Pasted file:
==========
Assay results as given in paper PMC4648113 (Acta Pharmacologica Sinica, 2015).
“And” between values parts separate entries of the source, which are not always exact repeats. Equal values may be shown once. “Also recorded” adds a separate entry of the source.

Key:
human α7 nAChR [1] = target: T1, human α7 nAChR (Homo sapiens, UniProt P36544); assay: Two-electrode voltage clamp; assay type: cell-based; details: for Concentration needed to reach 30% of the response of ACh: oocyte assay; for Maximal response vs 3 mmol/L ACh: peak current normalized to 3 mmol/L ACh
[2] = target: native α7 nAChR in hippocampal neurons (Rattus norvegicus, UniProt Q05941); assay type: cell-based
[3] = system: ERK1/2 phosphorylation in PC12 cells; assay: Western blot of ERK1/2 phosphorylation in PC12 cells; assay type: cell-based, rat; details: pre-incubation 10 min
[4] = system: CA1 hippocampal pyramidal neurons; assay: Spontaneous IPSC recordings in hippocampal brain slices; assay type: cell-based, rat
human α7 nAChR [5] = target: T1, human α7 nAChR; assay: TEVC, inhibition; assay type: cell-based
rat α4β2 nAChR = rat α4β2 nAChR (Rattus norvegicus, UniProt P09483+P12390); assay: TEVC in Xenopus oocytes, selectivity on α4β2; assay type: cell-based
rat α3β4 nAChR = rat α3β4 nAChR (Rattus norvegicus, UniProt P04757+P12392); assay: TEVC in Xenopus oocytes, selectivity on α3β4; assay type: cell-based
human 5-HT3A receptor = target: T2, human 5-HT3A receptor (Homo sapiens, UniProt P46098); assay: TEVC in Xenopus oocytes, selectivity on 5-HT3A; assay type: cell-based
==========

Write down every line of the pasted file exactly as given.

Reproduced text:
Assay results as given in paper PMC4648113 (Acta Pharmacologica Sinica, 2015).
“And” between values parts separate entries of the source, which are not always exact repeats. Equal values may be shown once. “Also recorded” adds a separate entry of the source.

Key:
human α7 nAChR [1] = target: T1, human α7 nAChR (Homo sapiens, UniProt P36544); assay: Two-electrode voltage clamp; assay type: cell-based; details: for Concentration needed to reach 30% of the response of ACh: oocyte assay; for Maximal response vs 3 mmol/L ACh: peak current normalized to 3 mmol/L ACh
[2] = target: native α7 nAChR in hippocampal neurons (Rattus norvegicus, UniProt Q05941); assay type: cell-based
[3] = system: ERK1/2 phosphorylation in PC12 cells; assay: Western blot of ERK1/2 phosphorylation in PC12 cells; assay type: cell-based, rat; details: pre-incubation 10 min
[4] = system: CA1 hippocampal pyramidal neurons; assay: Spontaneous IPSC recordings in hippocampal brain slices; assay type: cell-based, rat
human α7 nAChR [5] = target: T1, human α7 nAChR; assay: TEVC, inhibition; assay type: cell-based
rat α4β2 nAChR = rat α4β2 nAChR (Rattus norvegicus, UniProt P09483+P12390); assay: TEVC in Xenopus oocytes, selectivity on α4β2; assay type: cell-based
rat α3β4 nAChR = rat α3β4 nAChR (Rattus norvegicus, UniProt P04757+P12392); assay: TEVC in Xenopus oocytes, selectivity on α3β4; assay type: cell-based
human 5-HT3A receptor = target: T2, human 5-HT3A receptor (Homo sapiens, UniProt P46098); assay: TEVC in Xenopus oocytes, selectivity on 5-HT3A; assay type: cell-based